I was a shy child who grew up into an empowered woman unabashed by the terrors of the world, and my mom deserves all the credit for that. If I was scared, she held my hand; if I was mad, she validated my anger; and if I was sad, she let me cry into her lap. She never claimed nor wanted to be a perfect mom, but I think that was the best part about the way she raised me. I watched her fearlessly accept herself, and consequently I mastered the art of self-love.
Ironically, my mom and I are complete opposites. She's an innately social and outgoing Capricorn who was a popular cheerleader in high school, and I'm an instinctively introverted Cancer who follows the rules and floated through high school as a nobody. So, we have fights, but we also learn a lot about one another.
She never used fear to raise me, but instead she resolved our problems with understanding, love, and listening.
It was because of her nonconforming personality that she not only taught me how to be myself but also how to protect and cherish my individuality. For the longest time, I thought she wasn't pushing me hard enough and that she couldn't have cared less if I succeeded in the real world. I saw everyone else's parents using harsh discipline with their kids and setting high expectations for their futures, while my parents took a backseat and chose to not add pressure to my life. She never used fear to raise me — my friends always call her the "cool mom," and at times, I've even been jealous of how much of a free spirit she is — but instead she resolved our problems with understanding, love, and listening.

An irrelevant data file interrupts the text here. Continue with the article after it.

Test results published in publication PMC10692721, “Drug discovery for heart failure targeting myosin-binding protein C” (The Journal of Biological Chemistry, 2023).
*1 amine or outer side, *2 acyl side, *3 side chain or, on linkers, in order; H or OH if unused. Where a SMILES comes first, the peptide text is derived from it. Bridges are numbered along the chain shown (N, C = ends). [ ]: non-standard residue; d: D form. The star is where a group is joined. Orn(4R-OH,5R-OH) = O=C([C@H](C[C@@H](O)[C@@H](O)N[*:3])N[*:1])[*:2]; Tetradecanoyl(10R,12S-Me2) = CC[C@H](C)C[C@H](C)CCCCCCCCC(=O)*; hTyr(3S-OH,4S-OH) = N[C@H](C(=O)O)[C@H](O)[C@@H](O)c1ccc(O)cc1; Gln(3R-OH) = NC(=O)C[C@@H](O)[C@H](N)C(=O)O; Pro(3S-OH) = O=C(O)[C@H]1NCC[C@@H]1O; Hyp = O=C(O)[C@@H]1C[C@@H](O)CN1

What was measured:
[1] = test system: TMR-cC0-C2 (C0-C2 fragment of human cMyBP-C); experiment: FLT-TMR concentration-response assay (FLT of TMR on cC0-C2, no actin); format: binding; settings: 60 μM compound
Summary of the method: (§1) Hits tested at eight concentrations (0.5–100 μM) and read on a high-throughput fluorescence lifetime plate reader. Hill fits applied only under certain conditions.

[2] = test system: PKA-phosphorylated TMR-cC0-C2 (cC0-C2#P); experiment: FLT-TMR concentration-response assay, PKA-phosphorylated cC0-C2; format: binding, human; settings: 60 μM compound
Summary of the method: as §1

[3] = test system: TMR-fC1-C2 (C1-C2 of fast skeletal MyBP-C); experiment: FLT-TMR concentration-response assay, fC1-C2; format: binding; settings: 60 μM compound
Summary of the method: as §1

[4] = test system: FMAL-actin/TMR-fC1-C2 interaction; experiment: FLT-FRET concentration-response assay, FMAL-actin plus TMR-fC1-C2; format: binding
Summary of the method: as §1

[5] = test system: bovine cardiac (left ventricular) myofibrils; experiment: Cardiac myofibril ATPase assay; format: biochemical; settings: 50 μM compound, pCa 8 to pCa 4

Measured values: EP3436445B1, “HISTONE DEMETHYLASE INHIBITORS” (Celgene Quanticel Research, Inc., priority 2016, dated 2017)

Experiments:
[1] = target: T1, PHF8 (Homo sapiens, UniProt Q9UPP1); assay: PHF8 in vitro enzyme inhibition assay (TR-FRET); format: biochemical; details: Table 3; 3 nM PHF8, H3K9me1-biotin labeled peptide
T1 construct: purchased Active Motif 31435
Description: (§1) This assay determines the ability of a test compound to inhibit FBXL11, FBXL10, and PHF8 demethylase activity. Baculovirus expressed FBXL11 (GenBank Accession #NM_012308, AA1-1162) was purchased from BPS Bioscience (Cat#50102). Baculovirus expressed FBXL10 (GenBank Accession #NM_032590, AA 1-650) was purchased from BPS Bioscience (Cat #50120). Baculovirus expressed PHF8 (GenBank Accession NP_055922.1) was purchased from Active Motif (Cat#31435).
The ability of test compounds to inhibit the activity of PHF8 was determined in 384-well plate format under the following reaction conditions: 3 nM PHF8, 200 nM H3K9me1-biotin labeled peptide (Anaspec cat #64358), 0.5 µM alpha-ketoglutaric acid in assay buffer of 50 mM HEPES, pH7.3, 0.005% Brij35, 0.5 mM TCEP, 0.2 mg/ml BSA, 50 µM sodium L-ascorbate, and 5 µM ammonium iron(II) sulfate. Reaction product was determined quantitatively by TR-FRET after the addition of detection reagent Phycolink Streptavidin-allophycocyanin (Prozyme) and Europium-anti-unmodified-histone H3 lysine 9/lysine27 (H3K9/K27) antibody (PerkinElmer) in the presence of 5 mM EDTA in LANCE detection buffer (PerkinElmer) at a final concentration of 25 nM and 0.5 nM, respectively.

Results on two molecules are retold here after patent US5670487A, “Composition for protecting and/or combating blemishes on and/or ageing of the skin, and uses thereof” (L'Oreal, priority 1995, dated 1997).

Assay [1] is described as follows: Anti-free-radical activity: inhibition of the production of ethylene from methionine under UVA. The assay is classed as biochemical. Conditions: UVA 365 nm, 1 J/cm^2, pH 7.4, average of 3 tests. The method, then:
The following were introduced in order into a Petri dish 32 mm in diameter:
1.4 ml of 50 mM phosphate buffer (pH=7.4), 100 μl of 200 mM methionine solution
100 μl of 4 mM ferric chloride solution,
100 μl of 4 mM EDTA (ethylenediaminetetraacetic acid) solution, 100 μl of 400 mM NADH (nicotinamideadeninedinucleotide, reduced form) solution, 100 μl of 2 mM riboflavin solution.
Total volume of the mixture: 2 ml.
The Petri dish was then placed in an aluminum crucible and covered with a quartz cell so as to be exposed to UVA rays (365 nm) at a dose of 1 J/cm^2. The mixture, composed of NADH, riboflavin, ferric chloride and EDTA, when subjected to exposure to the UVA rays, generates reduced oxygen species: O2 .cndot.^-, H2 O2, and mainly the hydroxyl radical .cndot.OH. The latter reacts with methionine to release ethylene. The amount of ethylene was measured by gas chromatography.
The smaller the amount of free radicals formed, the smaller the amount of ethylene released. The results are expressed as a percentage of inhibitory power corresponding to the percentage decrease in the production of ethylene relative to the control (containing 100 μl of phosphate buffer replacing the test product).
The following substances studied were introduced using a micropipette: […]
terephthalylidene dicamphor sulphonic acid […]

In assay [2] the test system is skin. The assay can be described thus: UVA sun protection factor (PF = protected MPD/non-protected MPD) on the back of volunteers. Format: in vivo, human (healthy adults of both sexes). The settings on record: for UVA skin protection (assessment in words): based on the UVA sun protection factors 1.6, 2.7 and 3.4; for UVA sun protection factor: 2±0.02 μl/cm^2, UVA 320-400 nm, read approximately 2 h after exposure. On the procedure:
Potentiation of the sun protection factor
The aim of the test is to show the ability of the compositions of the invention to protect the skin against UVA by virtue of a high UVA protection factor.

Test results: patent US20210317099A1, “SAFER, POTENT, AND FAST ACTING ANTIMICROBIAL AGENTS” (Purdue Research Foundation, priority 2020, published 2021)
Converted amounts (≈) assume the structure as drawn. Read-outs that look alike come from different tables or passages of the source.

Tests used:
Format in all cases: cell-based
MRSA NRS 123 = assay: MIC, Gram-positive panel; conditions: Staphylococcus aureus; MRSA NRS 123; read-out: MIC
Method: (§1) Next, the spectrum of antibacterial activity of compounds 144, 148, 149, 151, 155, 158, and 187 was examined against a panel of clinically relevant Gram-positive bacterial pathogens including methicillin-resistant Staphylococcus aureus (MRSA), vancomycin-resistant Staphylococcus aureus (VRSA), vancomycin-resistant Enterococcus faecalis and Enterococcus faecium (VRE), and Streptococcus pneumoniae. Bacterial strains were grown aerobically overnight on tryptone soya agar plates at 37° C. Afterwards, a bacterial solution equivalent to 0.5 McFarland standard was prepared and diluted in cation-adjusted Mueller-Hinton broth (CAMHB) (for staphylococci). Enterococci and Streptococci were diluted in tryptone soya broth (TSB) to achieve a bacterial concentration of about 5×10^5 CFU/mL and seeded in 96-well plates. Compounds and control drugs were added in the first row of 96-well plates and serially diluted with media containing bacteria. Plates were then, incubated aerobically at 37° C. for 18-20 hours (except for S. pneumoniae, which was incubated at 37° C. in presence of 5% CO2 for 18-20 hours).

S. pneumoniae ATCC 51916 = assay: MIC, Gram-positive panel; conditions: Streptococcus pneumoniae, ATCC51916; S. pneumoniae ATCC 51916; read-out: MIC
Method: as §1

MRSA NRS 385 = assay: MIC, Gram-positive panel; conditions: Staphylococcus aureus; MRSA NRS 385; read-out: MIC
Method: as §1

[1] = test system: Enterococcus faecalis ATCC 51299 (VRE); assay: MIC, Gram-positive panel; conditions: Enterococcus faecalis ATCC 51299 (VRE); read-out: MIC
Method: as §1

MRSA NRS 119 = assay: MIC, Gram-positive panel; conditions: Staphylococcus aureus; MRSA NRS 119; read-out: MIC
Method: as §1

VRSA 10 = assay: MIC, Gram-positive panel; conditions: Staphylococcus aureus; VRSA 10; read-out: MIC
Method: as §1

It was not until I had a college degree, a powerful sense of self, and a healthy outlook on life that I realized my mom was just crafting my independence. She didn't starve me of guidance but always gave me choices and forced me to learn how to make decisions for myself. I was naturally independent, and she encouraged that by not being overbearing.
Now, I am always baffled by her ability to be so badass but also so emotional. She refuses to watch the news because it makes her cry, but she tells off a man for 10 minutes because he stole her parking spot. Her heart lives on her sleeve, she can never fool anyone when she tries to hide her emotions, and she insists on living in the moment. I absolutely admire her. She inspires me to not associate emotions with weakness and to truly live my life to its fullest. She instills me with wisdom without even realizing it.
She once told me that she never thought she would have children. As a child, she saw herself riding a motorcycle and living a nontraditional life, not bound by the ties of a family. But, boom, she met my dad and had a son and then me. I think deep down she thinks she doesn't know what she's doing and believes she totally winged it as a parent. Well, it's the complete opposite. I think she strayed away from the norm and became an amazing parent just by following her heart. Although we're so different, I feel her spirit flow through me whenever I demand a refund after being ripped off by a store or when I feel isolated by everyone in a room and find myself completely unbothered by it. If my mom ever finds herself doubting her success as a parent, I hope she remembers that she raised a daughter chock-full of self-love and confidence that derives directly from her own heart.
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